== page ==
Wednesday, September 20, 2017
Do your bit to stop the invasion

Capri owners.

I met with the DNR this morning regarding the imminent Zebra invasion and one thing we've learned about Zebra's is that it's critical for all boaters to ensure their boats do not have standing water in the boat when leaving the lake.This allows the boat to dry completely and kill zebras. Yes, I know your boat will freeze over in the winter to kill zebras, but the law is to not transport any water in boats on the road.


not These:

Capri's are unique to in that water can be trapped in the bilge under the floor pan. There is no accessible access from which to pump out water from a Capri bilge.

My Capri had a $10 access port under the wooden floorboard (which we had removed for racing). Honestly, any self respecting racer should have an access port to pump/mop water out of the bilge so the boat is not heavy, the keel brace doesn't rot, and now to eliminate standing water where Zebras might be transported.

My recommendation is that the fleet consider how to best implement access ports in your bilges, and then make it a rule in the fleet rules to require installation. Zebras might seem like a little deal now, but this will change significantly in just a few years.

Thanks, dallas

Haul Out reminder

We're at the beginning of haul out season and I wanted to recap the message regarding Zebras we need adhere to.

When hauling or launching your boat ensure the following

   1. Clean Hull- a Power washer will be available.
   2. Dry Bilge

Our crane should make it very easy to inspect for these items. Some boats have places were Zebras could maybe hide, it is your responsibility to consider this and inspect.

WYC will have a power-washer available this spring should you find a huge infestation of zebras (you won't). Anything our sailboats might have should be able to be brushed off.

Permits are available should you have to transport your boat from WYC with bilge water in the hull or creatures on the hull. Personally, I strongly discourage this as it's too easy to simply do the job properly before you leave.


From OT, 9/20. Pay Attention.

Capri owners,

Please plan to drill-and-drain, or port-and-mop your boat when you crane out this fall.  If you don't know how to do it, please ask for help.  Most of us have done this before, and are quite familiar with it.  It doesn't take long, and is good for your boat anyway.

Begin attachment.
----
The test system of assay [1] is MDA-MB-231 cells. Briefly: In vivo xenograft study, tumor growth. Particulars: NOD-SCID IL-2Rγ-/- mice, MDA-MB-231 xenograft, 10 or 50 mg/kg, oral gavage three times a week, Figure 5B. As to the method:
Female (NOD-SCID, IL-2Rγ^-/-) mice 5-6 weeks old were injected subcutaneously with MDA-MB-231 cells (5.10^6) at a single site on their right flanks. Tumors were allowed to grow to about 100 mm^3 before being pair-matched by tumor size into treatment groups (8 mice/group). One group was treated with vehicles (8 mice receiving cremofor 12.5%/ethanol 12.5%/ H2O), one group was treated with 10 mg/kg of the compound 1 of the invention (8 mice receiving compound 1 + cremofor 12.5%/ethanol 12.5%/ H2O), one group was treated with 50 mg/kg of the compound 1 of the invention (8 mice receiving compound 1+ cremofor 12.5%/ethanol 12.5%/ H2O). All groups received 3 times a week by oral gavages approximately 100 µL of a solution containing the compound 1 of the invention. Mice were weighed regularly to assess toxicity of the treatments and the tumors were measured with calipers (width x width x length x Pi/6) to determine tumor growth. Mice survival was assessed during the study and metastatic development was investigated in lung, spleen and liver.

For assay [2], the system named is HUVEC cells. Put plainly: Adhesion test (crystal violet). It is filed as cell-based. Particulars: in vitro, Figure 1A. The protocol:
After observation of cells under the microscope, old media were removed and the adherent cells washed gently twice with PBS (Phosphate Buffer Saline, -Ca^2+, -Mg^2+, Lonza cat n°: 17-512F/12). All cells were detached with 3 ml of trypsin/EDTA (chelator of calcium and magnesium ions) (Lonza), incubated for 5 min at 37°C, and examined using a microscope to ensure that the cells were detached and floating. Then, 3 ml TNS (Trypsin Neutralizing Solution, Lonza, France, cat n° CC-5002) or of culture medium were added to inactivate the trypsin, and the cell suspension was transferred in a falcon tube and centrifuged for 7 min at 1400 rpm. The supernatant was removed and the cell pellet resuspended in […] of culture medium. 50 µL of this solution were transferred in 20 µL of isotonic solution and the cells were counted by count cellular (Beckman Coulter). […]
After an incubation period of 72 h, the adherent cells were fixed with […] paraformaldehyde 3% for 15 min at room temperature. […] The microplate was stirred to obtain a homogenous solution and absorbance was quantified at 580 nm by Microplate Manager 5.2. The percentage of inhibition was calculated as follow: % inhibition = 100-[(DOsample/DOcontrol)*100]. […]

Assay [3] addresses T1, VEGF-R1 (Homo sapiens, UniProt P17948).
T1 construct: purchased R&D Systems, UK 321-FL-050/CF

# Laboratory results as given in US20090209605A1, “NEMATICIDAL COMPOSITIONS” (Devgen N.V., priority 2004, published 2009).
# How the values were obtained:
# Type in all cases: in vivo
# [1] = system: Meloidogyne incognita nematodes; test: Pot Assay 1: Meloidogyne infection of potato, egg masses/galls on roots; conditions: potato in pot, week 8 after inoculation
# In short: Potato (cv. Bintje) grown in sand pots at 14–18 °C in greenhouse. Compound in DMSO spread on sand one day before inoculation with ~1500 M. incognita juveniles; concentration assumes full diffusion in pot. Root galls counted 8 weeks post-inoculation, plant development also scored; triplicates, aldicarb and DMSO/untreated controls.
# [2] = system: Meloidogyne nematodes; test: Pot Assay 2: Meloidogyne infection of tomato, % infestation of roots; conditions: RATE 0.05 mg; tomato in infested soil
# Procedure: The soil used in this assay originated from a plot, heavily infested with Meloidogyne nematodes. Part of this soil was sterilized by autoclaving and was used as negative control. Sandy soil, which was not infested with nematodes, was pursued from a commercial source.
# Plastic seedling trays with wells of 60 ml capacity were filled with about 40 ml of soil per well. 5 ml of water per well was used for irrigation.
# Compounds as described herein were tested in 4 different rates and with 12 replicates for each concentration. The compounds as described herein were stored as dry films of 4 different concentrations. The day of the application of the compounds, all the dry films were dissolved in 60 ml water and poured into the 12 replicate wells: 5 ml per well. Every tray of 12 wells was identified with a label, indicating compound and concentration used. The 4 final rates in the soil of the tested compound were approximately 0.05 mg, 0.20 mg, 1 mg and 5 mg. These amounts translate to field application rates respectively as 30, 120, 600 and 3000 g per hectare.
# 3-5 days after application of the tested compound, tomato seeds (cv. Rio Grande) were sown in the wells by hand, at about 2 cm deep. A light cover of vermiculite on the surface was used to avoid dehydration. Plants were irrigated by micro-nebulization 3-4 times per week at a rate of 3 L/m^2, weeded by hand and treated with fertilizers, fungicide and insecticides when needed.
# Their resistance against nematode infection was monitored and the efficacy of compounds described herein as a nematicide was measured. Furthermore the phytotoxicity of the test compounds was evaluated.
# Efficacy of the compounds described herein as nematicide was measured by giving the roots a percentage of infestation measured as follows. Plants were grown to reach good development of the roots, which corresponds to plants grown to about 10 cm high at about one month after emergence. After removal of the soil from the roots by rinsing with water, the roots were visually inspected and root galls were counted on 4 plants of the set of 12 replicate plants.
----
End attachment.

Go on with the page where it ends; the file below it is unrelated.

I will draft a rule proposal and bring it to our next fleet meeting so this can become a permanent requirement.


From Dallas

We found the inspection port allowed us to mop up excessive water and get the point where it was dry enough that a couple warm days would completely dry the bilge.
I've long advocated access ports, but Zebras are the current hot topic that makes this a bigger deal. While we all know that there are some very obvious abusers out there besides racing sailboats when it comes to invasive species, it's our job to make sure we are responsible for our own boats.
FYI: Baby zebras are too small to be identified visually, so there is a very real problem with ANY water from lake Minnetonka.
I've heard some say that if the water freezes in your hull over the winter the zebras (or baby zebra mussels) will die, or that they plan to hauling out and return to WYC so they can't infest any other lakes. While you are correct, I'm still going by what the law says. The DNR was asked these questions and they have very good reasons' for these laws.

From Doug.....

I drilled three holes in the bottom of Fly By Night’s next to the keel… ala Red Shift.   Almost 4 gallons of water came out.  The water is trapped between the core layers… all though from the top hull it’s dry as a bone.  This liquid stained my pole barn concrete floor all the way to the drain 35 feet.  Greg, I wish it was spilled beer.  I think somebody tipped over the bucket.   

I recommend everyone to drill holes in the bottom of the hull in the fall to dry out their core.  It has nothing to do with ZMs. The only Capri (9 out of 10) that I have drilled that did not have water drain from the bottom of the hull was Molly… and we all know how meticulous Mark is.  

I think Greg is right that it mostly rainwater but that water breaks down the inner fiberglass, blisters, keel support and rots out the core.  A gallon of water weighs 8.3 lbs.  If you want to displace 25 extra pounds around the race course leave the water in.  

It’s really easy to fill with epoxy and syringe in the spring.

I have heard rumors that John on Phoenix will be giving a symposium on how to drop the keel and fix the rotten keel supports.   

Doug Dickerson


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